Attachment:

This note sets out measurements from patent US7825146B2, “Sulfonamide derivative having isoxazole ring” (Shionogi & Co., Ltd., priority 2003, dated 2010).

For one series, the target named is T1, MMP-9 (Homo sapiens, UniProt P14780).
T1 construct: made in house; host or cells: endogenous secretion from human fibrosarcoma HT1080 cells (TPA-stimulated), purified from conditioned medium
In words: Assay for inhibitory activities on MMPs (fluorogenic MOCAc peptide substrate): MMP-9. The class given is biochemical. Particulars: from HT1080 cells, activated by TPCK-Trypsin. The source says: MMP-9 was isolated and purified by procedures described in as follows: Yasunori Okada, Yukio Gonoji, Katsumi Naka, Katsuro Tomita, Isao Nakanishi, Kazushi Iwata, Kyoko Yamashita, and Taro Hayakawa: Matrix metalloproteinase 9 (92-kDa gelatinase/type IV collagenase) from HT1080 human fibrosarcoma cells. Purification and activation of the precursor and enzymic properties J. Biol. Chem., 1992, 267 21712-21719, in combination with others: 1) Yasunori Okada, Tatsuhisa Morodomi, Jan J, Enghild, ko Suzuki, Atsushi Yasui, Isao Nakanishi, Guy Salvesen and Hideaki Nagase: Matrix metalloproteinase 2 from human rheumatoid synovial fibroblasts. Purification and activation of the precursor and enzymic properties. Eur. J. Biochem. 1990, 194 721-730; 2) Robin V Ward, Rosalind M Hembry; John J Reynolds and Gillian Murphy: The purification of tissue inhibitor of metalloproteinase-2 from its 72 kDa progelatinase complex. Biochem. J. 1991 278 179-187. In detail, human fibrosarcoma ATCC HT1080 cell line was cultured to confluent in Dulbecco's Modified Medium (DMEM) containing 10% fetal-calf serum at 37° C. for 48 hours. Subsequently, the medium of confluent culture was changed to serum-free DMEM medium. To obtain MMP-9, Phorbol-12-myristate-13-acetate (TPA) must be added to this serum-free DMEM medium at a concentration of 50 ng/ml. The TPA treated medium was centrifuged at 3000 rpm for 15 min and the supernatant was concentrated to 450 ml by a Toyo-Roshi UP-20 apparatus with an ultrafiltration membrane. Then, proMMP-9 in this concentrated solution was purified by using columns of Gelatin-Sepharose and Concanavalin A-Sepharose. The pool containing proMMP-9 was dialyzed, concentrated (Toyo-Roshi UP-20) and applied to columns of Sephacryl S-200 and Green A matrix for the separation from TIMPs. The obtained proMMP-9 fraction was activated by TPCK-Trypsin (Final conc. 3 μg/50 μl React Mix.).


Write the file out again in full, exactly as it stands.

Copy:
This note sets out measurements from patent US7825146B2, “Sulfonamide derivative having isoxazole ring” (Shionogi & Co., Ltd., priority 2003, dated 2010).

For one series, the target named is T1, MMP-9 (Homo sapiens, UniProt P14780).
T1 construct: made in house; host or cells: endogenous secretion from human fibrosarcoma HT1080 cells (TPA-stimulated), purified from conditioned medium
In words: Assay for inhibitory activities on MMPs (fluorogenic MOCAc peptide substrate): MMP-9. The class given is biochemical. Particulars: from HT1080 cells, activated by TPCK-Trypsin. The source says: MMP-9 was isolated and purified by procedures described in as follows: Yasunori Okada, Yukio Gonoji, Katsumi Naka, Katsuro Tomita, Isao Nakanishi, Kazushi Iwata, Kyoko Yamashita, and Taro Hayakawa: Matrix metalloproteinase 9 (92-kDa gelatinase/type IV collagenase) from HT1080 human fibrosarcoma cells. Purification and activation of the precursor and enzymic properties J. Biol. Chem., 1992, 267 21712-21719, in combination with others: 1) Yasunori Okada, Tatsuhisa Morodomi, Jan J, Enghild, ko Suzuki, Atsushi Yasui, Isao Nakanishi, Guy Salvesen and Hideaki Nagase: Matrix metalloproteinase 2 from human rheumatoid synovial fibroblasts. Purification and activation of the precursor and enzymic properties. Eur. J. Biochem. 1990, 194 721-730; 2) Robin V Ward, Rosalind M Hembry; John J Reynolds and Gillian Murphy: The purification of tissue inhibitor of metalloproteinase-2 from its 72 kDa progelatinase complex. Biochem. J. 1991 278 179-187. In detail, human fibrosarcoma ATCC HT1080 cell line was cultured to confluent in Dulbecco's Modified Medium (DMEM) containing 10% fetal-calf serum at 37° C. for 48 hours. Subsequently, the medium of confluent culture was changed to serum-free DMEM medium. To obtain MMP-9, Phorbol-12-myristate-13-acetate (TPA) must be added to this serum-free DMEM medium at a concentration of 50 ng/ml. The TPA treated medium was centrifuged at 3000 rpm for 15 min and the supernatant was concentrated to 450 ml by a Toyo-Roshi UP-20 apparatus with an ultrafiltration membrane. Then, proMMP-9 in this concentrated solution was purified by using columns of Gelatin-Sepharose and Concanavalin A-Sepharose. The pool containing proMMP-9 was dialyzed, concentrated (Toyo-Roshi UP-20) and applied to columns of Sephacryl S-200 and Green A matrix for the separation from TIMPs. The obtained proMMP-9 fraction was activated by TPCK-Trypsin (Final conc. 3 μg/50 μl React Mix.).